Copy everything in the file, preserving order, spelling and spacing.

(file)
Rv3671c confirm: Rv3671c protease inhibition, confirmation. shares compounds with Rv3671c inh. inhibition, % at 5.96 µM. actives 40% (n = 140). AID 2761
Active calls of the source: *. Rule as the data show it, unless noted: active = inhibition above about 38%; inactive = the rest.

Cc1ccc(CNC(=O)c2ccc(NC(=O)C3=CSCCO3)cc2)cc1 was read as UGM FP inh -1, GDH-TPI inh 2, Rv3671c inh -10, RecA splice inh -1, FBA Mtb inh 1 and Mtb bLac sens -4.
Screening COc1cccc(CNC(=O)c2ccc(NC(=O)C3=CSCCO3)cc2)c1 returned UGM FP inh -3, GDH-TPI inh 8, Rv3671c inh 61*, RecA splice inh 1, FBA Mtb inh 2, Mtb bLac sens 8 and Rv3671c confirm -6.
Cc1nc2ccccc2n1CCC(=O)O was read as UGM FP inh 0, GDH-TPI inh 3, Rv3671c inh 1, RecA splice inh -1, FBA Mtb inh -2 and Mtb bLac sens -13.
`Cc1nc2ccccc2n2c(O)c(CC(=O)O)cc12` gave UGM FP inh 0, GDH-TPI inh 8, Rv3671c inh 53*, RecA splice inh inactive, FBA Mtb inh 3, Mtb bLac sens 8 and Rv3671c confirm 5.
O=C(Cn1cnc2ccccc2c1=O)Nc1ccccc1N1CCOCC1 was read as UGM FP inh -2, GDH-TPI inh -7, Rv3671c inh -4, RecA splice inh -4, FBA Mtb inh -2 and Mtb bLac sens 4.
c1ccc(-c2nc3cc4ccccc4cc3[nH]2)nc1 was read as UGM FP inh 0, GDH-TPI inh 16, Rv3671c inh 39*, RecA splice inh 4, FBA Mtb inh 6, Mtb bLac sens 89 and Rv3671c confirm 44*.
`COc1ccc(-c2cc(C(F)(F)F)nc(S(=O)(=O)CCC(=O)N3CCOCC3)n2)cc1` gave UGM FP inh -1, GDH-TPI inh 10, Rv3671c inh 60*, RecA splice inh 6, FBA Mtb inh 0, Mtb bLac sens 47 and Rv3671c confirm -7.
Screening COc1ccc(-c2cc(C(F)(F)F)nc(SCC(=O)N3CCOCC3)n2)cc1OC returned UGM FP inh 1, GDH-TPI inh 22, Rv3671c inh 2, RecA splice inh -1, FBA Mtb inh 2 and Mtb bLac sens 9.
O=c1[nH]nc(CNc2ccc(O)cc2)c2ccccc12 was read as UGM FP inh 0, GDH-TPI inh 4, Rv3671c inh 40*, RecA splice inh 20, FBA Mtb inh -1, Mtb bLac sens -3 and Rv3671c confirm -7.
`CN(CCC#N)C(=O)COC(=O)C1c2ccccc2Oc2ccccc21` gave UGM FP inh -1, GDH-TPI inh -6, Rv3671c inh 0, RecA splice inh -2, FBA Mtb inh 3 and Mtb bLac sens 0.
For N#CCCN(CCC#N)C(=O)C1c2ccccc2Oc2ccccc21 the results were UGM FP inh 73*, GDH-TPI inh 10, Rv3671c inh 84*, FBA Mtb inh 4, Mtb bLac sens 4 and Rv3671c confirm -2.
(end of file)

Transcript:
Rv3671c confirm: Rv3671c protease inhibition, confirmation. shares compounds with Rv3671c inh. inhibition, % at 5.96 µM. actives 40% (n = 140). AID 2761
Active calls of the source: *. Rule as the data show it, unless noted: active = inhibition above about 38%; inactive = the rest.

Cc1ccc(CNC(=O)c2ccc(NC(=O)C3=CSCCO3)cc2)cc1 was read as UGM FP inh -1, GDH-TPI inh 2, Rv3671c inh -10, RecA splice inh -1, FBA Mtb inh 1 and Mtb bLac sens -4.
Screening COc1cccc(CNC(=O)c2ccc(NC(=O)C3=CSCCO3)cc2)c1 returned UGM FP inh -3, GDH-TPI inh 8, Rv3671c inh 61*, RecA splice inh 1, FBA Mtb inh 2, Mtb bLac sens 8 and Rv3671c confirm -6.
Cc1nc2ccccc2n1CCC(=O)O was read as UGM FP inh 0, GDH-TPI inh 3, Rv3671c inh 1, RecA splice inh -1, FBA Mtb inh -2 and Mtb bLac sens -13.
`Cc1nc2ccccc2n2c(O)c(CC(=O)O)cc12` gave UGM FP inh 0, GDH-TPI inh 8, Rv3671c inh 53*, RecA splice inh inactive, FBA Mtb inh 3, Mtb bLac sens 8 and Rv3671c confirm 5.
O=C(Cn1cnc2ccccc2c1=O)Nc1ccccc1N1CCOCC1 was read as UGM FP inh -2, GDH-TPI inh -7, Rv3671c inh -4, RecA splice inh -4, FBA Mtb inh -2 and Mtb bLac sens 4.
c1ccc(-c2nc3cc4ccccc4cc3[nH]2)nc1 was read as UGM FP inh 0, GDH-TPI inh 16, Rv3671c inh 39*, RecA splice inh 4, FBA Mtb inh 6, Mtb bLac sens 89 and Rv3671c confirm 44*.
`COc1ccc(-c2cc(C(F)(F)F)nc(S(=O)(=O)CCC(=O)N3CCOCC3)n2)cc1` gave UGM FP inh -1, GDH-TPI inh 10, Rv3671c inh 60*, RecA splice inh 6, FBA Mtb inh 0, Mtb bLac sens 47 and Rv3671c confirm -7.
Screening COc1ccc(-c2cc(C(F)(F)F)nc(SCC(=O)N3CCOCC3)n2)cc1OC returned UGM FP inh 1, GDH-TPI inh 22, Rv3671c inh 2, RecA splice inh -1, FBA Mtb inh 2 and Mtb bLac sens 9.
O=c1[nH]nc(CNc2ccc(O)cc2)c2ccccc12 was read as UGM FP inh 0, GDH-TPI inh 4, Rv3671c inh 40*, RecA splice inh 20, FBA Mtb inh -1, Mtb bLac sens -3 and Rv3671c confirm -7.
`CN(CCC#N)C(=O)COC(=O)C1c2ccccc2Oc2ccccc21` gave UGM FP inh -1, GDH-TPI inh -6, Rv3671c inh 0, RecA splice inh -2, FBA Mtb inh 3 and Mtb bLac sens 0.
For N#CCCN(CCC#N)C(=O)C1c2ccccc2Oc2ccccc21 the results were UGM FP inh 73*, GDH-TPI inh 10, Rv3671c inh 84*, FBA Mtb inh 4, Mtb bLac sens 4 and Rv3671c confirm -2.